Playing that guitar… like with a bicycle, you never forget how, no matter how little you do it. I don’t play very often, but it always comes back to me. My guitar-playing calluses come and go, as I play only a couple of times every year. I rarely wear nail polish and keep my nails short, because sure enough, if they get long, then I’ll want to play. Then I have to cut them back off again, and you can’t have long nails on one hand and short on the other. Alright, I know I can, but I don’t want to, ok?
I can pinpoint when I started playing my guitar because I have some wonderful memories of my cousin and I playing our guitars together (we learned together, for a time) for my grandpa, when he had cancer. Which means we had been playing long enough to be decent, by early 2000. There’s a song called “Only You”, which maybe you’ve sung at Bible Camp, and it has an optional chorus that goes with it called “It’s Amazing”. Grandpa interrupted our singing to ask us what “a-may-HAY-zing” was, because that’s how we always made it sound, when we sang it. I still have trouble singing that song without thinking about my wonderful grandpa.
My guitar strap… I don’t remember where I got it from, but it’s quite decorative, and I was proud to have such a colorful one. Not long after I got it, the cord that ties it to the guitar broke, but I was determined to keep that beautiful strap on my Yamaha. So, I bought some black shoelaces, braided them together, and tied that strap back on. And it’s never broken since.
When I was in Australia, I hadn’t touched a guitar in months, but when some friends and I had a conference at the beach, the guys brought their guitars. I couldn’t resist borrowing one, and at first, though I had forgotten how to play, until he explained that it was a classical guitar, with a wider neck. That was HARD to play! Then we switched guitars, and I was home free.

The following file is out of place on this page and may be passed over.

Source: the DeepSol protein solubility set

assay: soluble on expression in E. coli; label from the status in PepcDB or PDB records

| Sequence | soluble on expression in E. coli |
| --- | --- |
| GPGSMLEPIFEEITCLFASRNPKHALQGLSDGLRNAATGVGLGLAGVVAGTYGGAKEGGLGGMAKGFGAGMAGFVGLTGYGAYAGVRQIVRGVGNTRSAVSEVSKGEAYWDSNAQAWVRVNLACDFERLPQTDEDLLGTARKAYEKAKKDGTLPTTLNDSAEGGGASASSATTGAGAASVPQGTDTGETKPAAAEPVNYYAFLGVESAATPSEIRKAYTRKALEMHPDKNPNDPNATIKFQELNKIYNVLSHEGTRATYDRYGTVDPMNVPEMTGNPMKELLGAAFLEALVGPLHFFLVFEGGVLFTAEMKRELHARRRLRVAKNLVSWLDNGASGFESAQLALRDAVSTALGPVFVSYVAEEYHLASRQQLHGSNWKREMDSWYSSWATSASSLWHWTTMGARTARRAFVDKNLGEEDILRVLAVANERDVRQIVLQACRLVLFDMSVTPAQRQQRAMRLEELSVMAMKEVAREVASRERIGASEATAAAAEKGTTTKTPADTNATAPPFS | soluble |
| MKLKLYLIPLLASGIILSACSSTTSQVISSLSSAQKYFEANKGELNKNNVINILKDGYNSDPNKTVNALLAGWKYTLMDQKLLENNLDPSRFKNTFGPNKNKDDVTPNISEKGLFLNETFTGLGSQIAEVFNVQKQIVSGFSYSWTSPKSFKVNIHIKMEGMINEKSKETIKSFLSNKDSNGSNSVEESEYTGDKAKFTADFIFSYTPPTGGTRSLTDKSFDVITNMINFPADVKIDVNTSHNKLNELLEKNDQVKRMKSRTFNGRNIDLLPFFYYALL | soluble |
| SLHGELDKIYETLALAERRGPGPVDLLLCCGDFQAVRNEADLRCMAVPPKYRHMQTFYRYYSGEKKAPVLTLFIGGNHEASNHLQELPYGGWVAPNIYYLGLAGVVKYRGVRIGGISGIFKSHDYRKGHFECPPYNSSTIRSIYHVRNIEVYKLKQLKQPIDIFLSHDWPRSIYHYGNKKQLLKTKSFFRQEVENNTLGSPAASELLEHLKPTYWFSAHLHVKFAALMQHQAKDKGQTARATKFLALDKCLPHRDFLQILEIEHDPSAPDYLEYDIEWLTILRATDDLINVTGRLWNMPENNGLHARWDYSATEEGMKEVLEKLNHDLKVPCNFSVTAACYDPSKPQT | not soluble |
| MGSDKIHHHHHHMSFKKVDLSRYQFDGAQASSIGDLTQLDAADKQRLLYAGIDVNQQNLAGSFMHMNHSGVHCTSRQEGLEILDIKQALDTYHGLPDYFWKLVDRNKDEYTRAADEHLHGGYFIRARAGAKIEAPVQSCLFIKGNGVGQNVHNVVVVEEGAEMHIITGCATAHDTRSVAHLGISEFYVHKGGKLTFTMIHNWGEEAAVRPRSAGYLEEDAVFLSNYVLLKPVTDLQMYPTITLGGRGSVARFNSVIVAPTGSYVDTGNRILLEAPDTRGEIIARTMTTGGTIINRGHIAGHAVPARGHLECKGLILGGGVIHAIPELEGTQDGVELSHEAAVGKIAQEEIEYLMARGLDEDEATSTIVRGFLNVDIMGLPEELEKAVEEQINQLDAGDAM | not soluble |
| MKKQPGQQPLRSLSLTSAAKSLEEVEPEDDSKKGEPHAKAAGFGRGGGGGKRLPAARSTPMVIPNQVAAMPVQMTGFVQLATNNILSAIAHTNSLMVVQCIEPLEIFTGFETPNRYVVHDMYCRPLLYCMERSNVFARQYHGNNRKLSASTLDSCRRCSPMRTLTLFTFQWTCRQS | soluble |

Once I was back in the States, at my first Seabrook conference, I didn’t bring my guitar, and we didn’t have a campfire. It was the first time in years that I hadn’t brought my guitar with me. I wasn’t sure I could or should or would play, when I got there. I hadn’t practiced, hadn’t played in months. In November, it happened again, but we DID have a campfire and it was very cold outside. I borrowed my friend’s guitar, shivered in my seat, while my friend held the flashlight so I could see my music, and I played cold turkey. And yes, since I wasn’t close enough to the fire to be really warm, you can take that description both ways. I was SO cold, and oh, my poor fingers hurt… but they knew what to do.
At the moment, my guitar case is collecting dust bunnies once more, but as May gets closer, I think I’d better get it out and practice some, so my fingers can adjust. I will never be able to play by ear, or play scales, and I may always have my issues with F#m, but I know what my guitar skills are for. They’re to be used when a group of fellow Christians and I gather around a campfire and want to praise the Lord. Then, with the occasional accompaniment (they do still request sons that I don’t have music for or can’t play, yet), we can sing our hearts out.
So, the next time a student seemingly “insults” my intelligence, age, or guitar skills, I’ll still have my inner chuckle over it. But I’ll probably still want to straighten them out (do you ever stop wanting to straighten out those that are younger than you?)… and resist, valiantly. It’s probably the fault of my work shirt, anyway. Guaranteed to add 10 years to the wearer, I promise you.